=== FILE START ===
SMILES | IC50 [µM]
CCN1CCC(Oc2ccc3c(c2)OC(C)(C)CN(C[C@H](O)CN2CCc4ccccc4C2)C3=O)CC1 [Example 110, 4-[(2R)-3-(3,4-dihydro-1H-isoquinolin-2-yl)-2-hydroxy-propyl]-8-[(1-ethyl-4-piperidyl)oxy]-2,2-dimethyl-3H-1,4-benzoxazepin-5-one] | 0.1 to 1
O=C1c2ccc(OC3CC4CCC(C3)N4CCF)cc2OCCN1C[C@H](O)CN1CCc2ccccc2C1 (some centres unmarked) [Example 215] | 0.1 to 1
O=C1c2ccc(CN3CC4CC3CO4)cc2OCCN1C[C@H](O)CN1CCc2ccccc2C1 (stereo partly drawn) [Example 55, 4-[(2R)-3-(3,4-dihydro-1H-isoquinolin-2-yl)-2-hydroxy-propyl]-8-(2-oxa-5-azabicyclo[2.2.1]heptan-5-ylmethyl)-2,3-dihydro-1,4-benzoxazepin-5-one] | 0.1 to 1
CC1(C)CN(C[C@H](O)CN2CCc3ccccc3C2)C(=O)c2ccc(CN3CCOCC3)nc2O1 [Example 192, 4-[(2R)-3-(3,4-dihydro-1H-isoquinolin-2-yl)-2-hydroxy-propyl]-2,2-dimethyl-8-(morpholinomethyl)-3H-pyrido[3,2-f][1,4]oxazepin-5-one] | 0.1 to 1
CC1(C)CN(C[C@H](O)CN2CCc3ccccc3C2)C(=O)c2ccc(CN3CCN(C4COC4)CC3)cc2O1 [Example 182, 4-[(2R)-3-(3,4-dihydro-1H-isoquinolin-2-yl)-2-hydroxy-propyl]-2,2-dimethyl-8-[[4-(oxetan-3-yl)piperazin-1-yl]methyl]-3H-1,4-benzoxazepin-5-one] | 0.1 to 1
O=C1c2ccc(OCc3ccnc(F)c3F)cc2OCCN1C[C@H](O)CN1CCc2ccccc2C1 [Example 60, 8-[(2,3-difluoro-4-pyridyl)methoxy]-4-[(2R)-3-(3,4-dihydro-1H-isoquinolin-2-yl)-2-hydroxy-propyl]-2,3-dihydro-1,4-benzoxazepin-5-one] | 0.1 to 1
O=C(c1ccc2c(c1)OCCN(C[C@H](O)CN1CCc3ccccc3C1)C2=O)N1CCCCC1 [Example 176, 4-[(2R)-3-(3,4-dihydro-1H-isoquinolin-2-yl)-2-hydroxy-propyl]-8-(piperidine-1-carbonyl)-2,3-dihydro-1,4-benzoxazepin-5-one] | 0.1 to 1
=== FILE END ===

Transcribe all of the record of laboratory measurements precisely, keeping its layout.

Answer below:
SMILES | IC50 [µM]
CCN1CCC(Oc2ccc3c(c2)OC(C)(C)CN(C[C@H](O)CN2CCc4ccccc4C2)C3=O)CC1 [Example 110, 4-[(2R)-3-(3,4-dihydro-1H-isoquinolin-2-yl)-2-hydroxy-propyl]-8-[(1-ethyl-4-piperidyl)oxy]-2,2-dimethyl-3H-1,4-benzoxazepin-5-one] | 0.1 to 1
O=C1c2ccc(OC3CC4CCC(C3)N4CCF)cc2OCCN1C[C@H](O)CN1CCc2ccccc2C1 (some centres unmarked) [Example 215] | 0.1 to 1
O=C1c2ccc(CN3CC4CC3CO4)cc2OCCN1C[C@H](O)CN1CCc2ccccc2C1 (stereo partly drawn) [Example 55, 4-[(2R)-3-(3,4-dihydro-1H-isoquinolin-2-yl)-2-hydroxy-propyl]-8-(2-oxa-5-azabicyclo[2.2.1]heptan-5-ylmethyl)-2,3-dihydro-1,4-benzoxazepin-5-one] | 0.1 to 1
CC1(C)CN(C[C@H](O)CN2CCc3ccccc3C2)C(=O)c2ccc(CN3CCOCC3)nc2O1 [Example 192, 4-[(2R)-3-(3,4-dihydro-1H-isoquinolin-2-yl)-2-hydroxy-propyl]-2,2-dimethyl-8-(morpholinomethyl)-3H-pyrido[3,2-f][1,4]oxazepin-5-one] | 0.1 to 1
CC1(C)CN(C[C@H](O)CN2CCc3ccccc3C2)C(=O)c2ccc(CN3CCN(C4COC4)CC3)cc2O1 [Example 182, 4-[(2R)-3-(3,4-dihydro-1H-isoquinolin-2-yl)-2-hydroxy-propyl]-2,2-dimethyl-8-[[4-(oxetan-3-yl)piperazin-1-yl]methyl]-3H-1,4-benzoxazepin-5-one] | 0.1 to 1
O=C1c2ccc(OCc3ccnc(F)c3F)cc2OCCN1C[C@H](O)CN1CCc2ccccc2C1 [Example 60, 8-[(2,3-difluoro-4-pyridyl)methoxy]-4-[(2R)-3-(3,4-dihydro-1H-isoquinolin-2-yl)-2-hydroxy-propyl]-2,3-dihydro-1,4-benzoxazepin-5-one] | 0.1 to 1
O=C(c1ccc2c(c1)OCCN(C[C@H](O)CN1CCc3ccccc3C1)C2=O)N1CCCCC1 [Example 176, 4-[(2R)-3-(3,4-dihydro-1H-isoquinolin-2-yl)-2-hydroxy-propyl]-8-(piperidine-1-carbonyl)-2,3-dihydro-1,4-benzoxazepin-5-one] | 0.1 to 1